How to succeed at university

(CollegeDegree360 / Flickr)

Succeeding in university is not a cakewalk, even for those that flew through high school with ease. It takes hard work and dedication to flourish at a high level. Living away from home for the first time can be a huge change, and professors aren’t going to be breathing down your throats to study or hand in assignments. The choices that you make are going to determine the quality of your university career, so here is some advice on how to succeed at university.

Go to Class

Even if your professors are generous enough to attach sets of notes or PowerPoint presentations to online servers for students to access, there are still many benefits of actually attending the lectures. Professors often give helpful hints on possible exam questions mid-lecture and expand on subject matter beyond the textbook. If attendance was not useful, professors would have already been replaced by technology.

Attending lectures also gives students the opportunity to ask professors or peers questions on the subject matter, exams, and upcoming projects.

Ask Questions and Participate in Lectures

You are not a keener if you raise your hand or volunteer to answer questions. Professors encourage class involvement, often allotting a portion of final grades to classroom participation. Making comments or asking questions shows your professor that you are paying attention and are willing to become an active participant in your education. If you do have a question or something to say, express it. Chances are that someone else might have similar thoughts about the course or material.

Don’t Be Afraid to Ask for Help

Asking for help is not a sign of weakness. It means that you are strong enough to admit that you cannot do everything on your own.

Your professors were once students and realize that problems arise in memorizing and understanding course material. The majority of professors have set office hours, or have made themselves available by either phone or email. It is better to ask questions earlier on than waiting until the last minute before exam time or when essays are due.

Collect contact information from classmates so that you can communicate with them when you are unsure about the content in class. This is especially handy when you need to catch up on missed material after you have missed a class or have come in late.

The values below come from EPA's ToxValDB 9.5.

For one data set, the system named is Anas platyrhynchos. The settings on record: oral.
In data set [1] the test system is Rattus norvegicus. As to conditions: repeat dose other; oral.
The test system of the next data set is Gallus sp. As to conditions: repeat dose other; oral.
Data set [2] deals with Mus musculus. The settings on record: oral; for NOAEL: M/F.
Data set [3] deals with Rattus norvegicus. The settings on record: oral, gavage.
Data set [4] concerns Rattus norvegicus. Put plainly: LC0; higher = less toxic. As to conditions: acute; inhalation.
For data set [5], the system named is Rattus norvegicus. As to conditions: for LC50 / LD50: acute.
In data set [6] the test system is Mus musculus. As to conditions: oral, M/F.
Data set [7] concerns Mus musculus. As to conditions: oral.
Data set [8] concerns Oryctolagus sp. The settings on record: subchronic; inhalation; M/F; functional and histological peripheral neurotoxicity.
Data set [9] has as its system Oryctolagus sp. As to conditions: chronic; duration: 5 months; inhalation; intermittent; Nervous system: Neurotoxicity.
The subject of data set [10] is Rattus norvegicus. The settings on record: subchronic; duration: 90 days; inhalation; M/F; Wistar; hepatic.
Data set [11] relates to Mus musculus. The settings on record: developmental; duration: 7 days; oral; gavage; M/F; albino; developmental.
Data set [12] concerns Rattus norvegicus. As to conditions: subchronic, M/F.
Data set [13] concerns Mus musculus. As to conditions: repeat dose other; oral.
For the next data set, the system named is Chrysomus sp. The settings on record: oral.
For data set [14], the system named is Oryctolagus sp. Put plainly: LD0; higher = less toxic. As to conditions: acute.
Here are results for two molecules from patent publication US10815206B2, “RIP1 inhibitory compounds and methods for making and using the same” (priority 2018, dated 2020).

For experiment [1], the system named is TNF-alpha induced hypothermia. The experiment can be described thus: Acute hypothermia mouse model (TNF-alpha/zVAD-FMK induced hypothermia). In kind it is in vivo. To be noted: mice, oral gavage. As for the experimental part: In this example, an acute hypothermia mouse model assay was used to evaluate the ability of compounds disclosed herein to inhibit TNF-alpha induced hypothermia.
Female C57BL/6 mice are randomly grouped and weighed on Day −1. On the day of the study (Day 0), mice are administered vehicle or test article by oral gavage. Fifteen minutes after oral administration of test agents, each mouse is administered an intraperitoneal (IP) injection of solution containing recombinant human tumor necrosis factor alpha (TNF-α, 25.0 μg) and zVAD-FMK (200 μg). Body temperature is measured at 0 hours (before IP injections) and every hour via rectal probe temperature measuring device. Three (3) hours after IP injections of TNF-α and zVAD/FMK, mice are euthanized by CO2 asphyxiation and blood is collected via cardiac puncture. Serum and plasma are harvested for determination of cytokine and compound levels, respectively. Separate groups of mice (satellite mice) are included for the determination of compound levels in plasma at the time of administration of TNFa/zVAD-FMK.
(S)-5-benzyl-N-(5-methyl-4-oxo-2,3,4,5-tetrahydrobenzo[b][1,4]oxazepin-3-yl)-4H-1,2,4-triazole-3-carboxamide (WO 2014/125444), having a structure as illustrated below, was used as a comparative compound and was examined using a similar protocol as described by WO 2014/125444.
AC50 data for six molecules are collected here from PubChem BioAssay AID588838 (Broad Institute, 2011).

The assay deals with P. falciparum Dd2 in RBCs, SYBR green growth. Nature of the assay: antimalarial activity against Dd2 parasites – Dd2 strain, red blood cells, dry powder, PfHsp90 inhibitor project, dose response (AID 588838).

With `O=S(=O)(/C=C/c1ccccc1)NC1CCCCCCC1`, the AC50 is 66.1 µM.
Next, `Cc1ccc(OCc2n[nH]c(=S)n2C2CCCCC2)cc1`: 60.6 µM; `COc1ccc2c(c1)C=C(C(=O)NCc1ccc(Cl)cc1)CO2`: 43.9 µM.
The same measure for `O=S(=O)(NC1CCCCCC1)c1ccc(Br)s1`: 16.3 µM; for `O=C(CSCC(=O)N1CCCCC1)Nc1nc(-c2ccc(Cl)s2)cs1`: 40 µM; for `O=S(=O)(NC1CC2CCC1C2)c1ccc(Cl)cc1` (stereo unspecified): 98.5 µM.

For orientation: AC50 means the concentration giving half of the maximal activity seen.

Student Services also offers academic advisors, career counseling, the academic skills centre, and personal counseling to help with various personal and academic problems that you might face.

Come to Class Prepared

Professors expect students to come to class with completed assignments on the day that they are due, with those failing to do so receiving late marks or failures. Contact professors ahead of time if emergency events arise that prevent you from completing or submitting assignments.

Professors list the required texts and additional academic readings for the course in the course outline. It is important to come to class with the readings read so that you are not only familiar with the topic, but are able to contribute to possible discussions. Some professors will test students on readings, give assigned reports, or end class early if not enough students have come prepared.

Make a Schedule and Use It

There are many dates to remember for each course, with assigned readings, discussions, assignments, essays, reports, and exams. All of the dates will begin to pile up and there are few things worse than having a mid-term exam or a ten-page essay sneak up on you last minute if you procrastinate.

Purchase a day planner or use the calendar built into your phone or computer to write all important dates and events in the calendar. Save yourself some unneeded stress and keep an eye on the upcoming events and deadlines.

Maintain Your Social Life

It is easy to become overwhelmed by university life, but it is equally important to maintain a social life as it is to keep up with academics. This doesn’t mean that you should be partying every night until the wee hours of the morning or turning your dorm room into a holding cell with nothing but textbooks, it’s about finding out what balance works for you and allows you to enjoy an effective student life.

It is time to change your behavior if your partying is negatively affecting your schoolwork, because at the end of the day, education is what brought that the majority of students to university.

Take Care of Yourself

Leading an unhealthy lifestyle, with little exercise, unproductive sleep, and damaging eating habits is a vicious cycle that many university students fall into, caused by stressful schedules and living on a budget.

Finding time to go to the gym or develop an exercise routine can be challenging, especially in the cold fall and winter months. Exercise is not only great for physical health, but also mental health as it helps to reduce stress and produce endorphins that alleviate feelings of depression.

Rest is vital to academic prosperity, as going through all phases of your sleep cycle assists in learning and memory function.

While foods like ramen noodles and macaroni might be inexpensive, there are many budget-friendly alternatives to pre-packaged foods high in sodium, sugar, and fat. Fresh produce, lean meats, legumes, and whole grains are all a part of a healthy diet, which can help with weight management and prevent health issues.

It is truly possible to go to university and maintain a balanced life. Pay attention to your schedule, decide on your priorities, and take a break every once in a while, and you will be just fine!

Republished from The Quill print edition, Volume 104, Issue 2, September 10, 2013.